Bedemon

Symphony of Shadows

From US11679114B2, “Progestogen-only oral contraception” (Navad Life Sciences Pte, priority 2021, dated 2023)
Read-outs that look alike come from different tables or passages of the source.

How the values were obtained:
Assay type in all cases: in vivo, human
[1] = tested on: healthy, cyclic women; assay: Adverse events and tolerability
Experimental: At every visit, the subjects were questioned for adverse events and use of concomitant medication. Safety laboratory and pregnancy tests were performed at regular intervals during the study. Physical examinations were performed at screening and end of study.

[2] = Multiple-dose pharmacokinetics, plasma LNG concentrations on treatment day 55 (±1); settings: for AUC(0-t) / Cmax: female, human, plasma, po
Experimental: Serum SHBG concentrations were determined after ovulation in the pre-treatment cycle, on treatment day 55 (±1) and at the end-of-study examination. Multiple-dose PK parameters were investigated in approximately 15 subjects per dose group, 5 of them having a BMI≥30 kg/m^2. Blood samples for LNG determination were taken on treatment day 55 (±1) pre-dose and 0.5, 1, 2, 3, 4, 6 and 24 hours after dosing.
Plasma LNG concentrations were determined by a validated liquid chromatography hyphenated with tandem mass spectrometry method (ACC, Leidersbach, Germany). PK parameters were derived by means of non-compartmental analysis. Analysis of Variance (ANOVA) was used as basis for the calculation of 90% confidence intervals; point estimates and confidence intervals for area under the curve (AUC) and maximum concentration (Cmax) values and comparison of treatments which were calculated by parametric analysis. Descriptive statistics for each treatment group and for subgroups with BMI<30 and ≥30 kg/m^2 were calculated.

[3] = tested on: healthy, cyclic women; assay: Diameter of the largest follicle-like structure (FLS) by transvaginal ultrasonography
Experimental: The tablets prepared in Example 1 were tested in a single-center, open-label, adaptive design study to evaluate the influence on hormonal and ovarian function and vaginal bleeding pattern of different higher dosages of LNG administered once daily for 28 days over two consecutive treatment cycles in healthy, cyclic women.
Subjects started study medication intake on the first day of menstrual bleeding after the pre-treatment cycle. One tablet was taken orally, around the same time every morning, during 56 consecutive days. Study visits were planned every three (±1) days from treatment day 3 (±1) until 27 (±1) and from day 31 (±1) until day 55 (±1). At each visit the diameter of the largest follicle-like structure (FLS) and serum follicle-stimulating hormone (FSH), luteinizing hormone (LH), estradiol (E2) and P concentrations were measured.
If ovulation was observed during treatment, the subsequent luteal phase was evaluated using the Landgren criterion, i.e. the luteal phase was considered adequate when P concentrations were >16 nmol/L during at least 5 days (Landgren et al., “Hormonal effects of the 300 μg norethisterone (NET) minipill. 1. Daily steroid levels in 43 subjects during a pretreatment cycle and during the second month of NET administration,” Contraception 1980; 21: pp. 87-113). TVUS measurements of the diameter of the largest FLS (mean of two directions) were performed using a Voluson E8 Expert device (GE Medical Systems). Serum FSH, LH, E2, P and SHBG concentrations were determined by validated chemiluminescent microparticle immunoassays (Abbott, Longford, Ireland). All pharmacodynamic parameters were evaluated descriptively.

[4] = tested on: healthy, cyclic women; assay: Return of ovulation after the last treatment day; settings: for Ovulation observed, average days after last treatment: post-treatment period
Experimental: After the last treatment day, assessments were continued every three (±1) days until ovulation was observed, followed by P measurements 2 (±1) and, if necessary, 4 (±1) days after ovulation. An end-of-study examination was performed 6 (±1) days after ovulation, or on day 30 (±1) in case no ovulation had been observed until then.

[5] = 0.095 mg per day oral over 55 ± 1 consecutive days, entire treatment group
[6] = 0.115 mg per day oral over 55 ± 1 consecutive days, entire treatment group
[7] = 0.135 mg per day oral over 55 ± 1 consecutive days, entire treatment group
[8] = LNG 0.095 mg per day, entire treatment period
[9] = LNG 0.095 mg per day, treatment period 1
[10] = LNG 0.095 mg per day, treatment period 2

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Released in 2012, Symphony of Shadows is a labor of love on the part of drummer Geof O'Keefe and bassist Mike Matthews, marking the tenth anniversary of Bedemon founder and guitarist Randy Palmer's death in an automobile accident. At the time, the old high-school friends were already busy unearthing Bedemon's long lost 1970s rehearsal recordings for release as Child of Darkness, a decision no doubt spurred on by renewed public interest in their other part-time underground band, Pentagram, this one led by notorious drug fiend Bobby Liebling, whose haunting vocals, as it happens, also graced Bedemon's ancient demos. But, after successfully honoring their fallen friend and wiping the vaults clean, O'Keefe and Matthews decided to take things one step further by finishing off Palmer's remaining latter-day homemade demos, drafting in vocalist Craig Junghandel to sing them (Liebling having enough on his plate with the successfully resurrected Pentagram), and Symphony of Shadows is the result. How ironic, then, that the new vocalist's contributions should -- in tandem with the professional production that those old demos lacked for obvious reasons -- make this new material sound, well, not like Bedemon. After all, this was never Liebling's band, but Palmer's, yet such is the power of a singer's personal imprint upon any music -- just ask Tony Iommi. Having said that, strip away all of the mixed-up expectations associated with Bedemon's complicated history, and Symphony of Shadows ultimately rewards listeners with an altogether high-grade doom selection, as evidenced by enticing new offerings such as "Lord of Desolation," "D.E.D.," and "Eternally Unhuman." Other offerings, like the standout "Son of Darkness," walk a fine line between doom's psych-infused early-'70s routine and its heavier '80s iteration (think Trouble, the Obsessed, Saint Vitus, etc.), and if it is indeed Palmer's six-string handiwork spread across the nine-minute, organ-enhanced "Hopeless" (O'Keefe being a competent guitarist in his own right), then its sublime guitar solo coda alone easily justifies this project's existence. If justification were needed, of course, since the spirit of loving tribute behind Symphony of Shadows' creation should more than suffice for even the most cynical of consumers. R.I.P. Mr. Palmer.

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